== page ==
Before the lockdown, Hank Traynor was involved in providing safety training on building sites.
In recent weeks, he’s become one of hundreds of people to complete upskilling courses at his local further education college on how to reduce the threat posed by coronavirus.
“Our business is closed at the moment, there’s no safety training going on, so I thought this would give me a skill to do my bit in a nursing home, hospital or healthcare centre.
“They are all under immense pressure. There are healthcare professionals dying in the trenches, going into work every day of the week and not coming home in some cases. I thought that if I can play my part, it might help a little.”
The course in infection control, developed by Laois Offaly Education and Training Board (ETB), is an example of how further education colleges and universities across the State are providing a range of free courses to individuals from diverse backgrounds to help tackle the Covid-19 threat.
They range from online courses in infection control for those with no healthcare experience to accelerated programmes for nurses on how to provide critical care to Covid-19 patients.
At Laois Offaly ETB, for example, just over 120 people have participated in its infection prevention and control online course so far.
It links learners to Servisource, which is an official partner to the HSE in supporting the Ireland On-Call campaign.
It is also in contact with local nursing homes that are seeking staff and is providing these contact details to the participants on the course as an additional employment option.
"We are offering this opportunity to people who, through previous learning and experience, are in a position to quickly upskill and become part of the HSE's team if they are required," says Tony Dalton, Laois and Offaly's director of further education and training. "And they may not be. But if called upon, we are trying to ensure they'll be ready."
Critical care modules
UCD and UCC, meanwhile, are among the universities providing modules on critical care nursing for professionals working in healthcare settings.
Prof Josephine Hegarty, head of UCC's school of nursing and midwifery, said the easy and rapid access to this education would increase the number of nurses available to provide critical care to patients.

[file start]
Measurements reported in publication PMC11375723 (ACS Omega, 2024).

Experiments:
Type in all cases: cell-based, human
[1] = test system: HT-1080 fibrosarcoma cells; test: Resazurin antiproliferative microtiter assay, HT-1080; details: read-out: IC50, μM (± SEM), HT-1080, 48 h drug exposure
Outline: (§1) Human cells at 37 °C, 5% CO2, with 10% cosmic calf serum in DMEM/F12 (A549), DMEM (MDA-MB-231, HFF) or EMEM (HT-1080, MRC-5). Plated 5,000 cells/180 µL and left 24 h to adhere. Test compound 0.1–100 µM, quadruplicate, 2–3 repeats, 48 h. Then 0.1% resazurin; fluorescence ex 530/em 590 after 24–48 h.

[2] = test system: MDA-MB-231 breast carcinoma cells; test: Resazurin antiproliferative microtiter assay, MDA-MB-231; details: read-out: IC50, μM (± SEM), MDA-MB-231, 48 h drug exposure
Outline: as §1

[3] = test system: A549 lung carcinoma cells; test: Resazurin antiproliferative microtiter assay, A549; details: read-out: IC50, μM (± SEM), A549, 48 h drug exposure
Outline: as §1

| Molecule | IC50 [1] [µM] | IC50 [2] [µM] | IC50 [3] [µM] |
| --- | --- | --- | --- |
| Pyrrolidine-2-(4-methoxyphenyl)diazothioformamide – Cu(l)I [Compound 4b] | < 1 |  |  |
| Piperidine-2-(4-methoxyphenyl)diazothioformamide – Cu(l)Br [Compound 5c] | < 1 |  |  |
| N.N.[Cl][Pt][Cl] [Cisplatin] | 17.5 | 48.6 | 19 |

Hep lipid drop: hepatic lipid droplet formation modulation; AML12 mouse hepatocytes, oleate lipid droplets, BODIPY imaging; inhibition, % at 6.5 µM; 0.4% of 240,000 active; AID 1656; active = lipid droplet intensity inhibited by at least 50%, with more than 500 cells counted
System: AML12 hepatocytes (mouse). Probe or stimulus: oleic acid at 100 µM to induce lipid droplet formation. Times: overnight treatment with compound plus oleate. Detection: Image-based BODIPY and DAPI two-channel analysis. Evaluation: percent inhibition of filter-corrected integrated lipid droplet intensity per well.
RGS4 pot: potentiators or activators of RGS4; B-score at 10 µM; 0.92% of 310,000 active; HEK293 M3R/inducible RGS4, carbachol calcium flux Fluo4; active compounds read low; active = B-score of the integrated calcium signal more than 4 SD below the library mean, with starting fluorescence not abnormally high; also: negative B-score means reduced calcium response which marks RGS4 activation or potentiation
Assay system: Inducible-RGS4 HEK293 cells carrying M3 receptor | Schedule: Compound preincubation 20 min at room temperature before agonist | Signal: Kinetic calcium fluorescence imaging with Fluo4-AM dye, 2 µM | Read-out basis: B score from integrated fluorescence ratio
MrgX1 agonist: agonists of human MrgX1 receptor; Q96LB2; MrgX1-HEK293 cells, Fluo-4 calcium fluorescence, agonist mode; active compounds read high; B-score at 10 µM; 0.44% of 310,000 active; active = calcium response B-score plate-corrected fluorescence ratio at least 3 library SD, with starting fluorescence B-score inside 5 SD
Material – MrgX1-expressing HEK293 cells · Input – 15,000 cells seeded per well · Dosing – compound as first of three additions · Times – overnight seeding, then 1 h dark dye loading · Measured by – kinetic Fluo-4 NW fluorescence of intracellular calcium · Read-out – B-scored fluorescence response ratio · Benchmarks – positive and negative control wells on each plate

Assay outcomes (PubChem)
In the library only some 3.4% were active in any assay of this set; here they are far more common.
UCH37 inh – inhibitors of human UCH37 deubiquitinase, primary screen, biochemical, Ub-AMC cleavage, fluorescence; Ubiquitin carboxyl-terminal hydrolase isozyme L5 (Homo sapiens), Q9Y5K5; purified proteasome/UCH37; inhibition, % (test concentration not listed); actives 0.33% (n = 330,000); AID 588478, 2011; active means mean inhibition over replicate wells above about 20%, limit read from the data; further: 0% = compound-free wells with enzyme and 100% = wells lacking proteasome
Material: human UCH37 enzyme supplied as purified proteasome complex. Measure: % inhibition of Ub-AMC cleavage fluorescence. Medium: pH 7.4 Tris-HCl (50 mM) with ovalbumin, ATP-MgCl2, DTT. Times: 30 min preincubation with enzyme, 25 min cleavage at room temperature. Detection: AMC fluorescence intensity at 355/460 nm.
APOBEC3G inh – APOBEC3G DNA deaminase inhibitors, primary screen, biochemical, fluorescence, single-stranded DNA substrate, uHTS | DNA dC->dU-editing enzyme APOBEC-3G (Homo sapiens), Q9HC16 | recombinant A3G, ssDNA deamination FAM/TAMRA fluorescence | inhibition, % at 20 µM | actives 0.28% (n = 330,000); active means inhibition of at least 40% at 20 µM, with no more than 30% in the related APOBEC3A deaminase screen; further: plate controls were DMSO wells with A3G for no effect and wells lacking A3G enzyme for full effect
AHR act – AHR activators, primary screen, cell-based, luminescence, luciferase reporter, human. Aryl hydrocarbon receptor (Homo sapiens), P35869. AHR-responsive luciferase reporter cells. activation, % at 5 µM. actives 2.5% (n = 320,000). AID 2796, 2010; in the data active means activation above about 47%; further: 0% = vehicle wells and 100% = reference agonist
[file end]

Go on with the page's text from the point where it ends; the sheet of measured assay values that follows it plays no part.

“To effectively treat the number of anticipated patients with Covid-19 who require intensive care, it will be important to build critical care capacity within the Irish healthcare system. To a large extent, this capacity will include the provision of expert nursing, medical and allied healthcare as well as the provision of mechanical ventilation,” she said.
This module, she said, was facilitating nurses to develop high-level skills in caring for patients who are critically ill, and help them to work with other healthcare professionals in intensive care settings.
“In addition, the module will facilitate nurses to provide high levels of support to patients and families during their period of critical care.”
Most upskilling courses are run completely online and learners need only the capacity to record and submit skills demonstrations.
Students are typically supported online and by phone by experienced tutors throughout the process.
For Traynor, who recently completed his infection control course, the experience was an eye-opener.
“I’d never realised the work and risk assessment involved in simple things like changing beds, cleaning toilets or commodes: Covid-19 is so dangerous and so easy to spread,” he said.
“Even the process of putting on and off PPE [personal protective equipment] . . . It’s not as simple as ripping it off: it’s a systematic process. There’s a safe way to do it, but it is very easy to contaminate equipment if you let your guard down.
“It’s been a great learning experience. I feel I can offer a little help and will be ready do my bit. We’re all in this together.”
* This article was amended to correct an error